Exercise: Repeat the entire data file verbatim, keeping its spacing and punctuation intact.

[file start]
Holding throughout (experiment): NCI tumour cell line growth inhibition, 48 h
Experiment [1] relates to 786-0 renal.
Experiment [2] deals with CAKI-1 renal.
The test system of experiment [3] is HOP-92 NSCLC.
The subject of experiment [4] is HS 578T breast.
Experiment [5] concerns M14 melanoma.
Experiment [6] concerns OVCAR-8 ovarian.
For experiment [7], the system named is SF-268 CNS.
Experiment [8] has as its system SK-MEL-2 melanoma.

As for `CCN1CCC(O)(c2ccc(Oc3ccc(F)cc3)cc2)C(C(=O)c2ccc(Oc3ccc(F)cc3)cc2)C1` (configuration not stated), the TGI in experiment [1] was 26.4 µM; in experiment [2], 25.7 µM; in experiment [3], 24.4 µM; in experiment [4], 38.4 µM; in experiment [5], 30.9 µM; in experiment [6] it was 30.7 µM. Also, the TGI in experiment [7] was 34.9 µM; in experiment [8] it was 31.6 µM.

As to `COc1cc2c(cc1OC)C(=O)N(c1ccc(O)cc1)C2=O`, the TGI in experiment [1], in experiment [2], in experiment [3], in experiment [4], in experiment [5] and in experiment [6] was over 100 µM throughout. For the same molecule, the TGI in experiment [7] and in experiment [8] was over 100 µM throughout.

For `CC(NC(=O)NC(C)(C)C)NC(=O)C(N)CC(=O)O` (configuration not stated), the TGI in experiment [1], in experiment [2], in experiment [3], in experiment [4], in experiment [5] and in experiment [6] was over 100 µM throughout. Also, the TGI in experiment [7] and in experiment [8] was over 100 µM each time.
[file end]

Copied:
Holding throughout (experiment): NCI tumour cell line growth inhibition, 48 h
Experiment [1] relates to 786-0 renal.
Experiment [2] deals with CAKI-1 renal.
The test system of experiment [3] is HOP-92 NSCLC.
The subject of experiment [4] is HS 578T breast.
Experiment [5] concerns M14 melanoma.
Experiment [6] concerns OVCAR-8 ovarian.
For experiment [7], the system named is SF-268 CNS.
Experiment [8] has as its system SK-MEL-2 melanoma.

As for `CCN1CCC(O)(c2ccc(Oc3ccc(F)cc3)cc2)C(C(=O)c2ccc(Oc3ccc(F)cc3)cc2)C1` (configuration not stated), the TGI in experiment [1] was 26.4 µM; in experiment [2], 25.7 µM; in experiment [3], 24.4 µM; in experiment [4], 38.4 µM; in experiment [5], 30.9 µM; in experiment [6] it was 30.7 µM. Also, the TGI in experiment [7] was 34.9 µM; in experiment [8] it was 31.6 µM.

As to `COc1cc2c(cc1OC)C(=O)N(c1ccc(O)cc1)C2=O`, the TGI in experiment [1], in experiment [2], in experiment [3], in experiment [4], in experiment [5] and in experiment [6] was over 100 µM throughout. For the same molecule, the TGI in experiment [7] and in experiment [8] was over 100 µM throughout.

For `CC(NC(=O)NC(C)(C)C)NC(=O)C(N)CC(=O)O` (configuration not stated), the TGI in experiment [1], in experiment [2], in experiment [3], in experiment [4], in experiment [5] and in experiment [6] was over 100 µM throughout. Also, the TGI in experiment [7] and in experiment [8] was over 100 µM each time.